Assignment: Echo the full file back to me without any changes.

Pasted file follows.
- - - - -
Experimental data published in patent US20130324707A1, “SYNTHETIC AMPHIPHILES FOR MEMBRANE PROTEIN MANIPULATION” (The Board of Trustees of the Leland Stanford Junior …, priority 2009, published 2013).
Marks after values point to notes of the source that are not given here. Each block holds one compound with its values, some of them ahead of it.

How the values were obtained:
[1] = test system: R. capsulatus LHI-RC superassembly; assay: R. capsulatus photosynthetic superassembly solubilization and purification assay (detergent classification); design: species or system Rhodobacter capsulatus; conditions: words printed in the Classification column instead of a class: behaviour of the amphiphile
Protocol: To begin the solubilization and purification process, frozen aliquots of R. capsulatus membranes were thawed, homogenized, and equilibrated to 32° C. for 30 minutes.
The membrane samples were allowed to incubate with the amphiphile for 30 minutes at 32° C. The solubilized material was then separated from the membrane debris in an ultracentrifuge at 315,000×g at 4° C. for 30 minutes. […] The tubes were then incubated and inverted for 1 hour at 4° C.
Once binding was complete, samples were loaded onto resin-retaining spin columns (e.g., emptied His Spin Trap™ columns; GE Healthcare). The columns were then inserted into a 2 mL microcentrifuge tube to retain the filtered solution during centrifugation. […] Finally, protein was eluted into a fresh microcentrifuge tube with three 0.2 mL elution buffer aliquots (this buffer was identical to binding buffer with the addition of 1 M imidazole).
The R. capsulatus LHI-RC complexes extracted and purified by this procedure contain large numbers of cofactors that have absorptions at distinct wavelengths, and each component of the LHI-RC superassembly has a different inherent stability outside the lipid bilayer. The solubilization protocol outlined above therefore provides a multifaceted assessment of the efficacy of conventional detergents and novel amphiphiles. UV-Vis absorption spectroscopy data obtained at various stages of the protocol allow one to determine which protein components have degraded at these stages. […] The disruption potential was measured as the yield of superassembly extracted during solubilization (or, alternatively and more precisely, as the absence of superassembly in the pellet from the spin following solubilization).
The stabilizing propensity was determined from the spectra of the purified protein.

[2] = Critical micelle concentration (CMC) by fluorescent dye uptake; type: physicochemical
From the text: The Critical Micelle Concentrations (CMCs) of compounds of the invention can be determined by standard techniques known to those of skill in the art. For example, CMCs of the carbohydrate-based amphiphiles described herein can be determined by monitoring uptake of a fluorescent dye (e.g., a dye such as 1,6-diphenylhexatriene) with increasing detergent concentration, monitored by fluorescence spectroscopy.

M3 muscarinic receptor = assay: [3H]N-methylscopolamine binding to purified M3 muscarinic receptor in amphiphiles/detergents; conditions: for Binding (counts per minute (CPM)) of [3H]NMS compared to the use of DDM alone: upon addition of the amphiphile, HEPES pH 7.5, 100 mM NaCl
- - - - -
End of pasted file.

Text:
Experimental data published in patent US20130324707A1, “SYNTHETIC AMPHIPHILES FOR MEMBRANE PROTEIN MANIPULATION” (The Board of Trustees of the Leland Stanford Junior …, priority 2009, published 2013).
Marks after values point to notes of the source that are not given here. Each block holds one compound with its values, some of them ahead of it.

How the values were obtained:
[1] = test system: R. capsulatus LHI-RC superassembly; assay: R. capsulatus photosynthetic superassembly solubilization and purification assay (detergent classification); design: species or system Rhodobacter capsulatus; conditions: words printed in the Classification column instead of a class: behaviour of the amphiphile
Protocol: To begin the solubilization and purification process, frozen aliquots of R. capsulatus membranes were thawed, homogenized, and equilibrated to 32° C. for 30 minutes.
The membrane samples were allowed to incubate with the amphiphile for 30 minutes at 32° C. The solubilized material was then separated from the membrane debris in an ultracentrifuge at 315,000×g at 4° C. for 30 minutes. […] The tubes were then incubated and inverted for 1 hour at 4° C.
Once binding was complete, samples were loaded onto resin-retaining spin columns (e.g., emptied His Spin Trap™ columns; GE Healthcare). The columns were then inserted into a 2 mL microcentrifuge tube to retain the filtered solution during centrifugation. […] Finally, protein was eluted into a fresh microcentrifuge tube with three 0.2 mL elution buffer aliquots (this buffer was identical to binding buffer with the addition of 1 M imidazole).
The R. capsulatus LHI-RC complexes extracted and purified by this procedure contain large numbers of cofactors that have absorptions at distinct wavelengths, and each component of the LHI-RC superassembly has a different inherent stability outside the lipid bilayer. The solubilization protocol outlined above therefore provides a multifaceted assessment of the efficacy of conventional detergents and novel amphiphiles. UV-Vis absorption spectroscopy data obtained at various stages of the protocol allow one to determine which protein components have degraded at these stages. […] The disruption potential was measured as the yield of superassembly extracted during solubilization (or, alternatively and more precisely, as the absence of superassembly in the pellet from the spin following solubilization).
The stabilizing propensity was determined from the spectra of the purified protein.

[2] = Critical micelle concentration (CMC) by fluorescent dye uptake; type: physicochemical
From the text: The Critical Micelle Concentrations (CMCs) of compounds of the invention can be determined by standard techniques known to those of skill in the art. For example, CMCs of the carbohydrate-based amphiphiles described herein can be determined by monitoring uptake of a fluorescent dye (e.g., a dye such as 1,6-diphenylhexatriene) with increasing detergent concentration, monitored by fluorescence spectroscopy.

M3 muscarinic receptor = assay: [3H]N-methylscopolamine binding to purified M3 muscarinic receptor in amphiphiles/detergents; conditions: for Binding (counts per minute (CPM)) of [3H]NMS compared to the use of DDM alone: upon addition of the amphiphile, HEPES pH 7.5, 100 mM NaCl